• Complex airway after electric burns in the neck &#8211; A challenge
           for the anesthesiologist

    • Authors: Nitika Goel, Indumohini Sen, Kiran Jhangra, Mukesh Kumar
      Pages: 76 - 79
      Abstract: Nitika Goel, Indumohini Sen, Kiran Jhangra, Mukesh Kumar
      Indian Journal of Burns 2017 25(1):76-79
      High voltage electric burns can cause massive damage to the body tissues. Direct contact with the live electric wires may result in severe damage of the underlying subdermal tissues. However, the superficial presentation is often misleading as most of the damage occurs under the skin. Very less literature has been found regarding the presentation of high voltage burns in head and neck region. We present a patient who sustained high voltage burns in the neck region resulting in massive damage of the underlying tissues. This lead to challenges for the anesthesiologist.
      Citation: Indian Journal of Burns 2017 25(1):76-79
      PubDate: Wed,13 Dec 2017
      DOI: 10.4103/ijb.ijb_20_17
      Issue No: Vol. 25, No. 1 (2017)
       
  • Neonatal scalp necrosis: Long term sequelae and management: A case report

    • Authors: Mathangi Ramakrishnan, Rahul Yadav, Balasubramaniam Chidambaram, Ranganathan Jothi, Santosh M.R Kanangi, Gomathy Nayagam Karthikeyan, Venkatraman Jayaraman, Thangarajan Mathivanan, Rangasamy Ravi, Krishnamurty Ramachandran
      Pages: 80 - 84
      Abstract: Mathangi Ramakrishnan, Rahul Yadav, Balasubramaniam Chidambaram, Ranganathan Jothi, Santosh M.R Kanangi, Gomathy Nayagam Karthikeyan, Venkatraman Jayaraman, Thangarajan Mathivanan, Rangasamy Ravi, Krishnamurty Ramachandran
      Indian Journal of Burns 2017 25(1):80-84
      Scalp necrosis in the neonate is not an unheard of entity. It however, poses a treatment challenge because the neonatal calvarium is not ossified, and the dura is in close association with the skin. The neonatal susceptibility to sepsis also compounds the issue. We present a case of neonatal scalp necrosis. The child was treated in the newborn period and was on a regular follow-up. The plastic surgery, pediatric neurosurgery departments together with the pediatricians were closely involved in the management. He subsequently developed new onset behavioral problems which, after ruling out other common neurosurgical aetiologies, was attributed to contractures in the split skin graft used in the neonatal period. He was operated on again, wherein a vascularized free flap (latissimus dorsi − LD flap) was used. His behavioral disturbances abated considerably post-surgery. We consider this case unique, as the long-term sequelae of neonatal scalp necrosis, and its management is rarely mentioned in literature. Further, the behavioral disturbances which could be attributable to the graft fibrosis were a feature worth mentioning. We would also like to highlight the need for multidisciplinary co-operation to achieve the best results in children.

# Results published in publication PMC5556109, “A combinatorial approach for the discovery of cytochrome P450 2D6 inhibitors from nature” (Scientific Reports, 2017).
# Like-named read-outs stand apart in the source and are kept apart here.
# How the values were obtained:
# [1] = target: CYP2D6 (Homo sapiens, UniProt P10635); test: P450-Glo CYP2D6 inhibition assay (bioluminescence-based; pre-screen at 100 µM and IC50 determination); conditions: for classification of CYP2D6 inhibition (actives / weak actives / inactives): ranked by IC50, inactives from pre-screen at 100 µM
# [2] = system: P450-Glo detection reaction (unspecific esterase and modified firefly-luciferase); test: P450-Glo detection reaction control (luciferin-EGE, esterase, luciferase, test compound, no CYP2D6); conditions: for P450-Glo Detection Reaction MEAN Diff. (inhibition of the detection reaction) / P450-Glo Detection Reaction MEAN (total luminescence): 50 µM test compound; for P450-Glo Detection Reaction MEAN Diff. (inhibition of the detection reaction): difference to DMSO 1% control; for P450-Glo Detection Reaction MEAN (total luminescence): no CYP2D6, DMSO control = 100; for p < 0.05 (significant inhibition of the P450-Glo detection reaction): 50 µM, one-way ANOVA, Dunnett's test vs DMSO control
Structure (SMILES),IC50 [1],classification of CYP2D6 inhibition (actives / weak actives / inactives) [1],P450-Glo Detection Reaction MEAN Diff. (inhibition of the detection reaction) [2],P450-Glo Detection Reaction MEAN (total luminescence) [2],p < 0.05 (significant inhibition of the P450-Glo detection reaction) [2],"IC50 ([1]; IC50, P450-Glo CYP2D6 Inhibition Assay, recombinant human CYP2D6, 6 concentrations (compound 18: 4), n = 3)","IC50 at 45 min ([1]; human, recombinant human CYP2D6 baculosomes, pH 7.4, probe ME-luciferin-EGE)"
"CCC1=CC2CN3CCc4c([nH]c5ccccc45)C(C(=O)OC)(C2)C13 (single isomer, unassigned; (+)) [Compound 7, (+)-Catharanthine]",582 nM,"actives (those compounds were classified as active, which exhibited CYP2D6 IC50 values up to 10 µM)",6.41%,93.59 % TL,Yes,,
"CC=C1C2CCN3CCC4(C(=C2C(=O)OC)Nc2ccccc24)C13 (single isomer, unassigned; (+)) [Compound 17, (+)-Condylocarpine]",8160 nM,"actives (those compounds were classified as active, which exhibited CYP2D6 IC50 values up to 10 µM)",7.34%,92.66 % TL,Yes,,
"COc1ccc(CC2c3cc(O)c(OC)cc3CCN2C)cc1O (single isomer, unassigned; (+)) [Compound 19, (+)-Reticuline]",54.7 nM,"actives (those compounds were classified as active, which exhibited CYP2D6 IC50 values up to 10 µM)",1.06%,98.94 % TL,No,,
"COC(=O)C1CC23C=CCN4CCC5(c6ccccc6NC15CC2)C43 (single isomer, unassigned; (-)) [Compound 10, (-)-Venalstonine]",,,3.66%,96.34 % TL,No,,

Citation: Indian Journal of Burns 2017 25(1):80-84
      PubDate: Wed,13 Dec 2017
      DOI: 10.4103/ijb.ijb_29_17
      Issue No: Vol. 25, No. 1 (2017)
       
  • The role of regional block analgesia in the early functional recovery of
           burns in the hand

    • Authors: Sandeep Mehrotra, Amit Dua, Vikas Singh, Samiksha Mehare, Rakesh Kaundal
      Pages: 85 - 87
      Abstract: Sandeep Mehrotra, Amit Dua, Vikas Singh, Samiksha Mehare, Rakesh Kaundal
      Indian Journal of Burns 2017 25(1):85-87
      Patients with upper limb and hand burn suffer from a higher pain perception due to higher density of nerve endings and larger cortical representation compared to other regions. This unfortunately leads to reduction of movement, increasing edema and stiffness. This initiates a vicious cycle leading to prolonged morbidity and repeated interventions. In our burn centre we are routinely practicing regional supraclavicular analgesic blocks for hand burn. We have found this technique immensely beneficial in pain relief, promoting early healing with restoration of range of motion (ROM) and functional recovery.
      Citation: Indian Journal of Burns 2017 25(1):85-87
      PubDate: Wed,13 Dec 2017
      DOI: 10.4103/ijb.ijb_25_17
      Issue No: Vol. 25, No. 1 (2017)
       
  • When the skin changes in severe acute malnutrition appear as burns

    • Authors: Zainab F Ibrahim, Ibrahim Aliyu
      Pages: 88 - 89
      Abstract: Zainab F Ibrahim, Ibrahim Aliyu
      Indian Journal of Burns 2017 25(1):88-89

      Citation: Indian Journal of Burns 2017 25(1):88-89
      PubDate: Wed,13 Dec 2017
      DOI: 10.4103/ijb.ijb_8_17
      Issue No: Vol. 25, No. 1 (2017)